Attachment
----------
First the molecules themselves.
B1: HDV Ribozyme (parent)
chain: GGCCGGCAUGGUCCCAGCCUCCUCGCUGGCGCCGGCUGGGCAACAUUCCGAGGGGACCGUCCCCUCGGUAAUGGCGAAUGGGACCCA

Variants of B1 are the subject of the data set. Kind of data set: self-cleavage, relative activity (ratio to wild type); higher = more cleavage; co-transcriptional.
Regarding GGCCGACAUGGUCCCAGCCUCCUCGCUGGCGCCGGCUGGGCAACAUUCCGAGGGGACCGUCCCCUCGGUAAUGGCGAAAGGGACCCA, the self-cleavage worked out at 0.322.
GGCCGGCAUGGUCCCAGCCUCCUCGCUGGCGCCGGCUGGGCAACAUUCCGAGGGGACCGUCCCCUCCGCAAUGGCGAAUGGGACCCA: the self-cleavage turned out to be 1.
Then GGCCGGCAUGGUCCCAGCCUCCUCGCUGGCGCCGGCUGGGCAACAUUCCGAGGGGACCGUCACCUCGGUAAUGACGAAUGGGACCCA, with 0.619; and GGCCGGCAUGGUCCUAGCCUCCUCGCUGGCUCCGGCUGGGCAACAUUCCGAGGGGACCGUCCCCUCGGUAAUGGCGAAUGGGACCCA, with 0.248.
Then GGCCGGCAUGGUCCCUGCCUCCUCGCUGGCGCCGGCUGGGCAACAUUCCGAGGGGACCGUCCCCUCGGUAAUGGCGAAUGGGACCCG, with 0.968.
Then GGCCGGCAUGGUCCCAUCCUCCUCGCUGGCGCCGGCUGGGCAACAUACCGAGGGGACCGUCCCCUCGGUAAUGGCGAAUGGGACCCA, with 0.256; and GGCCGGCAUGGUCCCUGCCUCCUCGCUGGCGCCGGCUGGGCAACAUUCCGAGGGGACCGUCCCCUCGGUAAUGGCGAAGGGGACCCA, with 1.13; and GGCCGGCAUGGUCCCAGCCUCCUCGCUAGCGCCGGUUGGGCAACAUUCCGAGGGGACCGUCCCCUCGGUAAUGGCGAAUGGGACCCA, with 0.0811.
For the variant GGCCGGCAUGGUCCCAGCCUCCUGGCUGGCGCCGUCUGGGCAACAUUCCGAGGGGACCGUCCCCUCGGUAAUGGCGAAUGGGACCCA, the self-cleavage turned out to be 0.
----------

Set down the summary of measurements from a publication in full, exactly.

First the molecules themselves.
B1: HDV Ribozyme (parent)
chain: GGCCGGCAUGGUCCCAGCCUCCUCGCUGGCGCCGGCUGGGCAACAUUCCGAGGGGACCGUCCCCUCGGUAAUGGCGAAUGGGACCCA

Variants of B1 are the subject of the data set. Kind of data set: self-cleavage, relative activity (ratio to wild type); higher = more cleavage; co-transcriptional.
Regarding GGCCGACAUGGUCCCAGCCUCCUCGCUGGCGCCGGCUGGGCAACAUUCCGAGGGGACCGUCCCCUCGGUAAUGGCGAAAGGGACCCA, the self-cleavage worked out at 0.322.
GGCCGGCAUGGUCCCAGCCUCCUCGCUGGCGCCGGCUGGGCAACAUUCCGAGGGGACCGUCCCCUCCGCAAUGGCGAAUGGGACCCA: the self-cleavage turned out to be 1.
Then GGCCGGCAUGGUCCCAGCCUCCUCGCUGGCGCCGGCUGGGCAACAUUCCGAGGGGACCGUCACCUCGGUAAUGACGAAUGGGACCCA, with 0.619; and GGCCGGCAUGGUCCUAGCCUCCUCGCUGGCUCCGGCUGGGCAACAUUCCGAGGGGACCGUCCCCUCGGUAAUGGCGAAUGGGACCCA, with 0.248.
Then GGCCGGCAUGGUCCCUGCCUCCUCGCUGGCGCCGGCUGGGCAACAUUCCGAGGGGACCGUCCCCUCGGUAAUGGCGAAUGGGACCCG, with 0.968.
Then GGCCGGCAUGGUCCCAUCCUCCUCGCUGGCGCCGGCUGGGCAACAUACCGAGGGGACCGUCCCCUCGGUAAUGGCGAAUGGGACCCA, with 0.256; and GGCCGGCAUGGUCCCUGCCUCCUCGCUGGCGCCGGCUGGGCAACAUUCCGAGGGGACCGUCCCCUCGGUAAUGGCGAAGGGGACCCA, with 1.13; and GGCCGGCAUGGUCCCAGCCUCCUCGCUAGCGCCGGUUGGGCAACAUUCCGAGGGGACCGUCCCCUCGGUAAUGGCGAAUGGGACCCA, with 0.0811.
For the variant GGCCGGCAUGGUCCCAGCCUCCUGGCUGGCGCCGUCUGGGCAACAUUCCGAGGGGACCGUCCCCUCGGUAAUGGCGAAUGGGACCCA, the self-cleavage turned out to be 0.